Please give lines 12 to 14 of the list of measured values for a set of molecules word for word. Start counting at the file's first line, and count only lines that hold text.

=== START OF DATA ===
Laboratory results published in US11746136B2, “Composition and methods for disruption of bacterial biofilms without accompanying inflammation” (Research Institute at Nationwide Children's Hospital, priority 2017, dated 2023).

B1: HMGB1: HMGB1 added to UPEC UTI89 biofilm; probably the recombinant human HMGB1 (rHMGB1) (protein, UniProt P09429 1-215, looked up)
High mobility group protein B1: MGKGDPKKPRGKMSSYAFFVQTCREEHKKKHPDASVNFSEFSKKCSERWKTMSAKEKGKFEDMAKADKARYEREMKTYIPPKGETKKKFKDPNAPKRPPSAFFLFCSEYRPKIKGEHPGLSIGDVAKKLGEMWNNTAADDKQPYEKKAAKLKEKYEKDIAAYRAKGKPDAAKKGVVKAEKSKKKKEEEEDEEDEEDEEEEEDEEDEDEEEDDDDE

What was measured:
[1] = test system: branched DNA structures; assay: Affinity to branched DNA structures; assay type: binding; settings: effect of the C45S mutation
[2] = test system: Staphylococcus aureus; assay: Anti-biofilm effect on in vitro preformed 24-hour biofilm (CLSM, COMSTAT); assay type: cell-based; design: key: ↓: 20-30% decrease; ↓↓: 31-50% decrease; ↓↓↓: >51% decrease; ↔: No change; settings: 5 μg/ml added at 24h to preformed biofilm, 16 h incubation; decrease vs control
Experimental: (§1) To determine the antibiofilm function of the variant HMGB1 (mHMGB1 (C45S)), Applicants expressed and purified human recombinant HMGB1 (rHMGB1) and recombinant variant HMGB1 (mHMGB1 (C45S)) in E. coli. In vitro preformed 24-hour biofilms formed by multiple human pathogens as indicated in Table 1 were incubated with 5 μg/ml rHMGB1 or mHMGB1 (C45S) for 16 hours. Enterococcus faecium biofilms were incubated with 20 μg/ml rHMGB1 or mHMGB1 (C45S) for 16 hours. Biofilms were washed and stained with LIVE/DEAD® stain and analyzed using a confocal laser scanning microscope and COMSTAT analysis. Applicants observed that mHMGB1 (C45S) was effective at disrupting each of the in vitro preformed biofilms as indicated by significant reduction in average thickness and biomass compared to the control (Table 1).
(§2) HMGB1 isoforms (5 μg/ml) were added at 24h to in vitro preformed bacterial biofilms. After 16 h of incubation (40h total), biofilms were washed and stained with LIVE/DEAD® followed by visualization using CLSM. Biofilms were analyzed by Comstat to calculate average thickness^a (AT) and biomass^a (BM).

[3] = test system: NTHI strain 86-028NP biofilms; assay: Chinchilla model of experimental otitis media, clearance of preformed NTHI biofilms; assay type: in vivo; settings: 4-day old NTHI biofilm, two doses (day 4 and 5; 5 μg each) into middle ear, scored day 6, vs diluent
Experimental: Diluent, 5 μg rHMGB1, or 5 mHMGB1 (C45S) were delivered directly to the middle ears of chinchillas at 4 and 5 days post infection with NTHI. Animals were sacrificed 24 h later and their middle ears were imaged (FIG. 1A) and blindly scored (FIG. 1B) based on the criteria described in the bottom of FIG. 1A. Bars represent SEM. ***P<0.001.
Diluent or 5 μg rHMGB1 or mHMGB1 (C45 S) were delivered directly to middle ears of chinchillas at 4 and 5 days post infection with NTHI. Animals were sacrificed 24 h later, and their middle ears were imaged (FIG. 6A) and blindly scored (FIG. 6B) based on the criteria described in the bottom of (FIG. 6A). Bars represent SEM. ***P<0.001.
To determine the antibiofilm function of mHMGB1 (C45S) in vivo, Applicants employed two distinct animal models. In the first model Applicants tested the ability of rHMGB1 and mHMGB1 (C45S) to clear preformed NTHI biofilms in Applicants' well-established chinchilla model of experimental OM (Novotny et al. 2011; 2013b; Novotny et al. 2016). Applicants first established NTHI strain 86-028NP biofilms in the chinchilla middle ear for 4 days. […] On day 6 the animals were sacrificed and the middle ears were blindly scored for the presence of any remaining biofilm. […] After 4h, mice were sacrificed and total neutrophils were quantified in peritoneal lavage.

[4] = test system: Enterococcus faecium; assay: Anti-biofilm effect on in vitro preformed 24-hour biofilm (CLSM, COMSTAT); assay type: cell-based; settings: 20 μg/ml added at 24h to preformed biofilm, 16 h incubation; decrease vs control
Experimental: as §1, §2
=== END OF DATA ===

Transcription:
To determine the antibiofilm function of mHMGB1 (C45S) in vivo, Applicants employed two distinct animal models. In the first model Applicants tested the ability of rHMGB1 and mHMGB1 (C45S) to clear preformed NTHI biofilms in Applicants' well-established chinchilla model of experimental OM (Novotny et al. 2011; 2013b; Novotny et al. 2016). Applicants first established NTHI strain 86-028NP biofilms in the chinchilla middle ear for 4 days. […] On day 6 the animals were sacrificed and the middle ears were blindly scored for the presence of any remaining biofilm. […] After 4h, mice were sacrificed and total neutrophils were quantified in peritoneal lavage.

[4] = test system: Enterococcus faecium; assay: Anti-biofilm effect on in vitro preformed 24-hour biofilm (CLSM, COMSTAT); assay type: cell-based; settings: 20 μg/ml added at 24h to preformed biofilm, 16 h incubation; decrease vs control
Experimental: as §1, §2